March 20, 2012

Trifecta Week Nineteen - Lost, the expanded version

For those of you who were puzzled by my cryptic entry to last weekend's challenge, I present to you the same story, expanded upon on which your curious minds may chew. I think this entry lends itself nicely to revealing more of what I had in mind about crucial meaning being lost in cryptic communication. I enjoyed very much the speculation that ensued, though I also learned what "doesn't" work when restricted to so few words to tell a tale.

The Trifecta Writing Challenge is to write a story with no less than 33 words and no more than 333. Each story must use Webster dictionary's third definition for a word supplied by the fine editors (or gleaned from writers' Get to Know Me posts).

This week's word is clean \ˈklēn\, used as an adjective:

3 a : free from moral corruption or sinister connections of any kind
   b : free from offensive treatment of sexual subjects and from the use of obscenity
   c : observing the rules : fair


Lost

An apparition appears on screen. In the 45 seconds it takes for the pixels to settle, I forget to breathe. But after the past hundred disappointing logins, it’s Joel for certain. I gasp, my mind abuzz.

He’s been missing for weeks after being snatched from my side by alien beings who shuttled past in a hovercraft. We’d been holding hands when they abducted him; it hardly seemed a clean grab. But then nothing in this current conflict -- if one could call it that -- appears fair.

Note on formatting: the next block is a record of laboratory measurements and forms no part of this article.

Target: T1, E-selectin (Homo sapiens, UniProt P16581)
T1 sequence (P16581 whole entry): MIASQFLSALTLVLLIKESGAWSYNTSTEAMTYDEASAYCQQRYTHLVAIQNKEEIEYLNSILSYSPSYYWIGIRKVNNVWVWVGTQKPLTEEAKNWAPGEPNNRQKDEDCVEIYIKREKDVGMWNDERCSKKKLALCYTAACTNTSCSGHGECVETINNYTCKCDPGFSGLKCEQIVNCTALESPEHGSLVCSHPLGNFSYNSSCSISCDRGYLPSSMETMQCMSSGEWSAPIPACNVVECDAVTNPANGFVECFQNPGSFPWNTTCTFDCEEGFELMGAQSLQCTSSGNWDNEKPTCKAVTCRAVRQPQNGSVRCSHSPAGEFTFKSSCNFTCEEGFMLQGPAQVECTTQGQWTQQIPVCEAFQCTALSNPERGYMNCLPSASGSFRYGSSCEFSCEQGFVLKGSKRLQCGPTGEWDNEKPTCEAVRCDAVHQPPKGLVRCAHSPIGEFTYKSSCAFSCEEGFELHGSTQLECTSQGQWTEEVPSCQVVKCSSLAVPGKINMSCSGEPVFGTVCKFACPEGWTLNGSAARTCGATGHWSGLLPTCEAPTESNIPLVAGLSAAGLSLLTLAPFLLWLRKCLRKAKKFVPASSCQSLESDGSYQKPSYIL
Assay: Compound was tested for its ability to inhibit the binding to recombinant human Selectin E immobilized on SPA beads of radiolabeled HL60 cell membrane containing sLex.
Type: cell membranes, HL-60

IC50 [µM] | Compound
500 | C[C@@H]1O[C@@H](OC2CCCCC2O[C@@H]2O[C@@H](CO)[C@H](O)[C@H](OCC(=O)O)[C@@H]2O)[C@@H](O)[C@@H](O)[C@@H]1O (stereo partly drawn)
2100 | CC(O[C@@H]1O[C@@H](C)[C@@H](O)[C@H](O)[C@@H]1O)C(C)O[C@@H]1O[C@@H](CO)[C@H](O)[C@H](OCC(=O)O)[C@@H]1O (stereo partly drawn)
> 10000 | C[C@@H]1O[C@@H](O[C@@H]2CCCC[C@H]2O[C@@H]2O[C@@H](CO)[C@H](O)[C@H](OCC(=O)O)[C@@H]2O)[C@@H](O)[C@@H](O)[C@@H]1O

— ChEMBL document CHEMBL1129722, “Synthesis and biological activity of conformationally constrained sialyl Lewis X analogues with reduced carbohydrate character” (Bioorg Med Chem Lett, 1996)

“Your arm looks bad.” The sound is as fuzzy as his picture but I swear he says this. His own left arm hangs uselessly from a drooping shoulder.

My right shoulder and elbow, disconnected during a tug-of-war with aliens, are in an elaborate sling. Ultimately, alien vice-like grips paired with the hydrogen-powered craft were too much for my joints; I handily lost that battle.

Based on the sound quality, I know to not regale him with my status.

My rapid fire:

“Joel?”

“Where are you?”

“You okay?”

 “Can you talk?”
He shakes his head firmly, but mouths one word: “Workshop”.

Some years earlier, these aliens landed on earth in the hovercrafts, shunted us onto “reserves” and only allowed only a few out to aid them. Ever since they had mined our lands for our inferior fuel source, madly reworking the hovercraft engines with our help in a local workshop. They also piped up some substance from middle earth, and shipped it non-stop to their moon-moored mothership.

Furtively Joel and I had been exploring their base and workshop, but their security wasn’t as lax as we’d assumed.

“How can I find you?” I ask, desperate for clues.

“The key is in the door.”

He says the words with such deliberateness, such care.

“Key. In the Door.”

I stare blankly.

“What?”

His eyes, first pleading then desperate as he fades away.

The door?

I log out.

Log in.

Again and again.

Nothing.

He's gone.

28 comments:

  1. OK, I'm ready for the next installment. Saturday, perhaps? This is terrific. I love the way you expanded on this story.

    ReplyDelete
    Replies
    1. Uh oh. Now I'm really in trouble!!!

      Delete
  2. Replies
    1. Thanks PM. That's my kind of comment!

      Delete
  3. I've been thinking about aliens too, lately. Must be something in the water. Nice story!

    ReplyDelete
    Replies
    1. Or in the zeitgeist? Yikes! and ... thanks!

      Delete
  4. I love reading this story, in installments. =)

    ReplyDelete
    Replies